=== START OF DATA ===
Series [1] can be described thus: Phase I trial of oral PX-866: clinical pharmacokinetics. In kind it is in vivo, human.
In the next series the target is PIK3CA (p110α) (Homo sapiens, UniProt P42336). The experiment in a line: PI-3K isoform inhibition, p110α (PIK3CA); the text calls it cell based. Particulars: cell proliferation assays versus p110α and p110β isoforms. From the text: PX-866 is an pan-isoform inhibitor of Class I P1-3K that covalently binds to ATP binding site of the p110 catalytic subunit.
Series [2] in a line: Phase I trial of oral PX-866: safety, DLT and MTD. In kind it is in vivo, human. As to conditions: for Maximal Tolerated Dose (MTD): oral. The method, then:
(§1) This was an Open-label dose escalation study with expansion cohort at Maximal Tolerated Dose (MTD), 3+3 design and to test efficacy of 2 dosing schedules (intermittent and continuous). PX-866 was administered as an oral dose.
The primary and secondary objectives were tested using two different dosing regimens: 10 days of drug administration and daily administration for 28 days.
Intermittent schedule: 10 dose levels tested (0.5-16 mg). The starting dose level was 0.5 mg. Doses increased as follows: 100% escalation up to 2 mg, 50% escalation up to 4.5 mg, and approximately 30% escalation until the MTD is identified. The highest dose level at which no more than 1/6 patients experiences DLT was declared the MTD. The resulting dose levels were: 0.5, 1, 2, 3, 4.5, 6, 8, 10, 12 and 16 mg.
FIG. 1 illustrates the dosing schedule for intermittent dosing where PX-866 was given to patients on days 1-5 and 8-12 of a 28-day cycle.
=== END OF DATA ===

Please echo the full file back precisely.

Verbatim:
Series [1] can be described thus: Phase I trial of oral PX-866: clinical pharmacokinetics. In kind it is in vivo, human.
In the next series the target is PIK3CA (p110α) (Homo sapiens, UniProt P42336). The experiment in a line: PI-3K isoform inhibition, p110α (PIK3CA); the text calls it cell based. Particulars: cell proliferation assays versus p110α and p110β isoforms. From the text: PX-866 is an pan-isoform inhibitor of Class I P1-3K that covalently binds to ATP binding site of the p110 catalytic subunit.
Series [2] in a line: Phase I trial of oral PX-866: safety, DLT and MTD. In kind it is in vivo, human. As to conditions: for Maximal Tolerated Dose (MTD): oral. The method, then:
(§1) This was an Open-label dose escalation study with expansion cohort at Maximal Tolerated Dose (MTD), 3+3 design and to test efficacy of 2 dosing schedules (intermittent and continuous). PX-866 was administered as an oral dose.
The primary and secondary objectives were tested using two different dosing regimens: 10 days of drug administration and daily administration for 28 days.
Intermittent schedule: 10 dose levels tested (0.5-16 mg). The starting dose level was 0.5 mg. Doses increased as follows: 100% escalation up to 2 mg, 50% escalation up to 4.5 mg, and approximately 30% escalation until the MTD is identified. The highest dose level at which no more than 1/6 patients experiences DLT was declared the MTD. The resulting dose levels were: 0.5, 1, 2, 3, 4.5, 6, 8, 10, 12 and 16 mg.
FIG. 1 illustrates the dosing schedule for intermittent dosing where PX-866 was given to patients on days 1-5 and 8-12 of a 28-day cycle.